Vimentin DNA methylation predicts survival in breast cancer
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The Vimentin gene plays a pivotal role in epithelial-to-mesenchymal transition and is known to be overexpressed in the prognostically poor basal-like breast cancer subtype. Recent studies have reported Vimentin DNA methylation in association with poor clinical outcomes in other solid tumors, but not in breast cancer. We therefore quantified Vimentin DNA methylation using MALDI-TOF mass spectrometry in breast tumors and matched normal pairs in association with gene expression and survival in a hospital-based study of breast cancer patients. Gene expression data via qRT-PCR in cell lines and oligomicroarray data from breast tissues were correlated with percent methylation in the Vimentin promoter. A threshold of 20 percent average methylation compared with matched normal pairs was set for bivariate and multivariate tests of association between methylation and tumor subtype, tumor histopathology, and survival. Vimentin was differentially methylated in luminal breast cancer cell lines, and in luminal A, luminal B, and HER2-enriched breast tumor subtypes, but was rare in basal-like cell lines and tumors. Increased methylation was strongly correlated with decreased mRNA expression in cell lines, and had a moderate inverse correlation in breast tumors. Vimentin methylation predicted poor overall survival independent of race, subtype, stage, nodal status, or metastatic disease and holds promise as a new prognostic biomarker for breast cancer patients.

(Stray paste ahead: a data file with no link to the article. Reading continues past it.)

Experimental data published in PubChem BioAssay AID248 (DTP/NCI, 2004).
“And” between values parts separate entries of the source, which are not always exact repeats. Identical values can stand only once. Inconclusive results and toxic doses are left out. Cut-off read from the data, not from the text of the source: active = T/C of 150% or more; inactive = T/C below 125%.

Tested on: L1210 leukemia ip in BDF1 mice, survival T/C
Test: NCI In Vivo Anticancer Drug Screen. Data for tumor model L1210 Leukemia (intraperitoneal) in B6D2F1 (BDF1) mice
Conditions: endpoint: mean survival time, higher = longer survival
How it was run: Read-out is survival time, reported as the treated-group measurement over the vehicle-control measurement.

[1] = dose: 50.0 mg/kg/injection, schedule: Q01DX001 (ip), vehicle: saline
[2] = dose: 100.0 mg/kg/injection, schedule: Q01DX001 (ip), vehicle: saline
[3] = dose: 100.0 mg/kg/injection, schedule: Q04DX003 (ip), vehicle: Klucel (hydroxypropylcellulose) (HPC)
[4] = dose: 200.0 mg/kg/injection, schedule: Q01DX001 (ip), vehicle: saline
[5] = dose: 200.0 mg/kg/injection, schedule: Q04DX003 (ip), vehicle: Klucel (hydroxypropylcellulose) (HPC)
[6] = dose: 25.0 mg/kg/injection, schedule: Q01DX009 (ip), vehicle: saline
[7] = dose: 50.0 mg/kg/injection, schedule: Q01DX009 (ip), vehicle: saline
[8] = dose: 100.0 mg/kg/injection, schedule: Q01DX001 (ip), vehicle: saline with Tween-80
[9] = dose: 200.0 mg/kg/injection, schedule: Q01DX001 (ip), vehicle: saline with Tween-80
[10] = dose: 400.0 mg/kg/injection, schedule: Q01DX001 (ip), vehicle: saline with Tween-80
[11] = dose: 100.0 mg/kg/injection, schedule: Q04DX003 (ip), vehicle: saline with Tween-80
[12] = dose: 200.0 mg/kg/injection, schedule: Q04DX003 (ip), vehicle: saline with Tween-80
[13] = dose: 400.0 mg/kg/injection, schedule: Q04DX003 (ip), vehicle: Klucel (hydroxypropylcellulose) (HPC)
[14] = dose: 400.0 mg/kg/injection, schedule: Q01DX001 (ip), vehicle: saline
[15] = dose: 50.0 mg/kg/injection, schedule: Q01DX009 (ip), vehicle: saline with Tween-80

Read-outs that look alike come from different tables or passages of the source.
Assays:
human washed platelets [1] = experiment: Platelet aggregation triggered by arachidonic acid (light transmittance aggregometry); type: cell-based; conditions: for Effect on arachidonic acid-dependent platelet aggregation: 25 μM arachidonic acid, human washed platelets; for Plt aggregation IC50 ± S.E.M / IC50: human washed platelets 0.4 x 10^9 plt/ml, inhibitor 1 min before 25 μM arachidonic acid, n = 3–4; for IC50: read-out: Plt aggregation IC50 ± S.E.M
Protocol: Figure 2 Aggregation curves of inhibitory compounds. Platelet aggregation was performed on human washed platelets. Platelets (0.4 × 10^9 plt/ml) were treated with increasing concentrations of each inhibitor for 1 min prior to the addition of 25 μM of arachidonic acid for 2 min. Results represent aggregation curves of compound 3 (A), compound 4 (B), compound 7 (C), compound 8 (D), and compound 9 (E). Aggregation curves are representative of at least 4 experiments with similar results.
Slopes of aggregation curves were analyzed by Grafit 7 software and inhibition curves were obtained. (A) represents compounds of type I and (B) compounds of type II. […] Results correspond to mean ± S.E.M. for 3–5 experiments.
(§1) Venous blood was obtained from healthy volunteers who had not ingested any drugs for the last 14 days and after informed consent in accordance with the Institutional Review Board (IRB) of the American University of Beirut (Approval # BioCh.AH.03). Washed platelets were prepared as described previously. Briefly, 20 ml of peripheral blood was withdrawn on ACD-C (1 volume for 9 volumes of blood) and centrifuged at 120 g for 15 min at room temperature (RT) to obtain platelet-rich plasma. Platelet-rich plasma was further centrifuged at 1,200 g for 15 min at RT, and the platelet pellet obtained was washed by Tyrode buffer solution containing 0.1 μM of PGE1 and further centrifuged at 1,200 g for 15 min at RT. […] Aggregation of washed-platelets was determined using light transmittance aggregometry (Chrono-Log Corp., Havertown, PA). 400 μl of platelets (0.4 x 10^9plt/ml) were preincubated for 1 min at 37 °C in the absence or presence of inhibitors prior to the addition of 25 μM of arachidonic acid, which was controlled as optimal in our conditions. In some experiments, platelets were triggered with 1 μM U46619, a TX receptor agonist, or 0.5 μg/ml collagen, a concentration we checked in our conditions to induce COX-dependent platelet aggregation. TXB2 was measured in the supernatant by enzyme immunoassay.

KeywordsDNA methylation Breast cancer Vimentin Epigenetic Survival
Epidermal growth factor receptor
Recurrence free survival
University of North Carolina
The authors thank Dr. Tim Wiltshire and the Lineberger Cancer Center for permitting the use of the Mass Array Platform to carry out the methylation studies; Dr. Lisa Carey and Amy Drobish for clinical updates and medical records abstraction; and Dr. Scott Bultman for his thoughtful review of the paper. The authors gratefully acknowledge the support of the NIH/NCI Breast SPORE CA058823 to C.M. Perou, and the KL2RR025746 from the National Center for Research Resources and the Susan G. Komen Foundation KG090180 to T. Swift-Scanlan.
Conflicts of interest
The experiments described in this study comply with the current laws of the country in which they were performed. CMP is a major stockholder of Bioclassifier LLC and co-founder and managing partner of University Genomics. The other authors declare no competing interest.
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